What is at the top of your agenda at the moment?
The same as always – delivering world-class production planning and scheduling solutions to manufacturers to help make them more lean, agile and competitive. As our global presence has increased however, it has become increasingly clear that manufacturers in different countries have different levels of awareness of the benefits that planning and scheduling can bring them. They invariably know the pain points in their own business but not necessarily identify the root cause of these to be planning and scheduling related. Education is therefore always important for us and this is why we place such great emphasis on our huge resource of case studies. In all probability, if a customer has a pain point somewhere which they don’t immediately recognise as being remedied by a planning and scheduling solution, we will have a case study showing how this was done and the benefits that were achieved.

Are there any big challenges that you are currently dealing with ?
The big challenge for a company of our size is how to take the next step to grow the business. Our indirect model provides big advantages over our competition in terms of presence ‘on premise’ (partners who can visit end users and assess their needs) rather than ‘in the cloud’ to coin a phrase taken from another growth area. However some markets need a local presence and local employees. This would include China where there is a huge market for Preactor.

What do you think is the most misunderstood part of ‘supply chain thinking’?
Probably that the ‘Supply Chain’ is more than just organising the supply of materials into the company and the delivery of product to customers. The internal supply chain is just as important. There is commonly a disconnect between purchasing, sales, production and distribution within a company even across companies within a group. There is a huge advantage in for example synchronising the purchasing or raw materials with a production plan that has been generated with all the constraints taken into account. Instead of using lead times to decide when you need to buy materials, companies using APS solutions can order them when they ‘know’ an order or batch will be released to the plant for manufacture.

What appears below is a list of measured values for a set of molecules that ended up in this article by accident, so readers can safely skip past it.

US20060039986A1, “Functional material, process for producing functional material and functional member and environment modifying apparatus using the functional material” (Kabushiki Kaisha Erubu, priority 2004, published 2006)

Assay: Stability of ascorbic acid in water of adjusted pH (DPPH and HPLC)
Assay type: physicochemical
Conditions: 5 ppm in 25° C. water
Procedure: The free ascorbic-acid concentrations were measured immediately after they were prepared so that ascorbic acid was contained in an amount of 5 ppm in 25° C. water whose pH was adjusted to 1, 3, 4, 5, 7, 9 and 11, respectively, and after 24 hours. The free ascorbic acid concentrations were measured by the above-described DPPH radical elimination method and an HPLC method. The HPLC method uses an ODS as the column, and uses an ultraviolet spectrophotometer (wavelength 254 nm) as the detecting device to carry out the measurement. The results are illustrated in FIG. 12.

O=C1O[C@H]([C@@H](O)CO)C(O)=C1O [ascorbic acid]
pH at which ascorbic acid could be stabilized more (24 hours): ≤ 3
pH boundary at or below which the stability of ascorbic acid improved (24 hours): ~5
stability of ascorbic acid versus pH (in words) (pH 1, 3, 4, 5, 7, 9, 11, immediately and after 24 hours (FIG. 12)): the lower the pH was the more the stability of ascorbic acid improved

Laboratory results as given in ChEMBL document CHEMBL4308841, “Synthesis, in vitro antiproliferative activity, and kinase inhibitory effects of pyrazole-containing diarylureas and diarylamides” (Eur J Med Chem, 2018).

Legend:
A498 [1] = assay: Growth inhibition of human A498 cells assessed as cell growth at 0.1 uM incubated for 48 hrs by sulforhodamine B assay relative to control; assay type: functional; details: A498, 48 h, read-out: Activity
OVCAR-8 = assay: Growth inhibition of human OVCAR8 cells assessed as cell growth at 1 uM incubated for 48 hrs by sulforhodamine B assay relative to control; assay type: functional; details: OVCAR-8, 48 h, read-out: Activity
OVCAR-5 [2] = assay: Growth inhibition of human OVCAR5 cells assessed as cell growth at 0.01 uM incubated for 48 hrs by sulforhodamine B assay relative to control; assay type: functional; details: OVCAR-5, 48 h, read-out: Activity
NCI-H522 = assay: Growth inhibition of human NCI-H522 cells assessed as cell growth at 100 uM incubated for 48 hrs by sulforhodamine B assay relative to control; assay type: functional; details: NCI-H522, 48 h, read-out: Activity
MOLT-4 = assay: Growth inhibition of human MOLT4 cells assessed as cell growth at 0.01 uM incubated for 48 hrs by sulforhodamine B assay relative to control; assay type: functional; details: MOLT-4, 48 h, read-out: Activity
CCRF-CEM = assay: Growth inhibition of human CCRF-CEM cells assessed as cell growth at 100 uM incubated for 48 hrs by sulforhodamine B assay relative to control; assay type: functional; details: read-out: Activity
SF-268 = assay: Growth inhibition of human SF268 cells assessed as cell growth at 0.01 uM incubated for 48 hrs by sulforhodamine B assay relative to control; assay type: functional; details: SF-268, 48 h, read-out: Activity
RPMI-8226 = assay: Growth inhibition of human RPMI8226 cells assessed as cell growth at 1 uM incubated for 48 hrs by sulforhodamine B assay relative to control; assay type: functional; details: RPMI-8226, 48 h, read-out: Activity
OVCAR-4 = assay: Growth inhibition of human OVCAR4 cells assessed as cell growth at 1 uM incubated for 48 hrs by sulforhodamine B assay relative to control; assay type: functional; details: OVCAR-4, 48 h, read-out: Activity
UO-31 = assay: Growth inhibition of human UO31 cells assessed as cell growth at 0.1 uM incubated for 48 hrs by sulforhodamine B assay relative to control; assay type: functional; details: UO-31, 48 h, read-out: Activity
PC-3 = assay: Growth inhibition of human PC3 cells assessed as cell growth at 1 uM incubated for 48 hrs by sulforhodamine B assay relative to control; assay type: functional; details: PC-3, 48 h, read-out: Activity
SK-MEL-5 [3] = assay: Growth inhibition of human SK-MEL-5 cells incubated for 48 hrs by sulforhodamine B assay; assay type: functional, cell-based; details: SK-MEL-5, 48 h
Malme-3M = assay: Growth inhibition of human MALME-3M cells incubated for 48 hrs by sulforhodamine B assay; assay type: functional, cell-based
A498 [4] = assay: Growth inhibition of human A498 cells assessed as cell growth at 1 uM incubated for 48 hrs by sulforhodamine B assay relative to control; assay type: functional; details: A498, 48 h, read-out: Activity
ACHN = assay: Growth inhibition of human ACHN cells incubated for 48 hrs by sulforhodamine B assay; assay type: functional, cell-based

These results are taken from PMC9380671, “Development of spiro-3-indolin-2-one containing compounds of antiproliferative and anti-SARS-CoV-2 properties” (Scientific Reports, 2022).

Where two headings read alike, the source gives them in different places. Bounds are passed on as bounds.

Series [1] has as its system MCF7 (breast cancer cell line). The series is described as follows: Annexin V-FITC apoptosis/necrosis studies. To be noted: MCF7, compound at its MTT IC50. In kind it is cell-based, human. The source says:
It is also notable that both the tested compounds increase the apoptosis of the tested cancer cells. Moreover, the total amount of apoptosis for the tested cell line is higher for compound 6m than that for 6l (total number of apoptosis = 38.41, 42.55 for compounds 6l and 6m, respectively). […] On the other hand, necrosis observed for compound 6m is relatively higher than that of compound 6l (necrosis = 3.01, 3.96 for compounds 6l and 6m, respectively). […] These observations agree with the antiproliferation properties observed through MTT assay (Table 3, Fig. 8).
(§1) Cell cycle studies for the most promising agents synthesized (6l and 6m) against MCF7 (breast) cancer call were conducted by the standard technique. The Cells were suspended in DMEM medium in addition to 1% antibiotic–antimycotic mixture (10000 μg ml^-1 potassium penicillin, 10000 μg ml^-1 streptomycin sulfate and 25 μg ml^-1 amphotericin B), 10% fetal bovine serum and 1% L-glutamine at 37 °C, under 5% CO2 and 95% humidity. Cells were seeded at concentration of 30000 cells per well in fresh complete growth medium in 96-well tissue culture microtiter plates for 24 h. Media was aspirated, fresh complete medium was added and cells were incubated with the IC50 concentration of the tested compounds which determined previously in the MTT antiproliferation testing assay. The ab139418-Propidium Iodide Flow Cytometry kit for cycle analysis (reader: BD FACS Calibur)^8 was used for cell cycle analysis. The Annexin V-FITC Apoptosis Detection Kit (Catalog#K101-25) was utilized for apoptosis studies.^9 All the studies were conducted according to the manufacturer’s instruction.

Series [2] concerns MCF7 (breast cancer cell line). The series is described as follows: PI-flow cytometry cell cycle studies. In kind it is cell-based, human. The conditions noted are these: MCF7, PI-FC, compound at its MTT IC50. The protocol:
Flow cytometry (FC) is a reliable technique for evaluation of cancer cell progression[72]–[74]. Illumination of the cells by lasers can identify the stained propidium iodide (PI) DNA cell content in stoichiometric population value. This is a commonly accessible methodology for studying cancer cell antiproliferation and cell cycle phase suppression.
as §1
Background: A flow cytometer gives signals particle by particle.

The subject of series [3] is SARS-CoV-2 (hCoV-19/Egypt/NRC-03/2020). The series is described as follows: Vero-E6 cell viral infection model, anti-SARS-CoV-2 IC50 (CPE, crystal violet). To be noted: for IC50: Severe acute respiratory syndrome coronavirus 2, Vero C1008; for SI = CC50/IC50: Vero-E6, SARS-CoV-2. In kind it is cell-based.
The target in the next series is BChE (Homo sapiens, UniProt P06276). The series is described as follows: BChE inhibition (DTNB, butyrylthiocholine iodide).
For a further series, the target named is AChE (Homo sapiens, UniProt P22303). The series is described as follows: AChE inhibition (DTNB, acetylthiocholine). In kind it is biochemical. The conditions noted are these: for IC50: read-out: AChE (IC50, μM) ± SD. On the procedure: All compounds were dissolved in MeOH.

What do you predict will be the ‘next big thing’?
Probably the cloud. Smaller companies will choose to ask others to run their applications on servers that do not reside inside their plants. Multinationals will choose to run their applications ‘on premise’ or ‘in the cloud’ or even a mix of the two based on requirements of each plant.

Do you still enjoy working in this industry?

It’s an extremely satisfying business to be in. Every time I see a case study on how our software has been used, often in many different and innovative ways, I feel a little bit of pride in the team working in my company as well as the partner that implemented it. Partner after partner who come to our annual meeting every year comment on how they feel they have joined a family rather than group of system implementers.

If you could pass a piece of your wisdom to my readers, what would it be?
When you select a piece of software ask the vendor to show it working with your data. If you are building a scheduling tool make sure someone from each area of the business has an input on how your manufacturing works. You would be surprised how many times people in the same business have completely different views of how they make their products and what the real issues are!

For more information, visit: www.preactor.com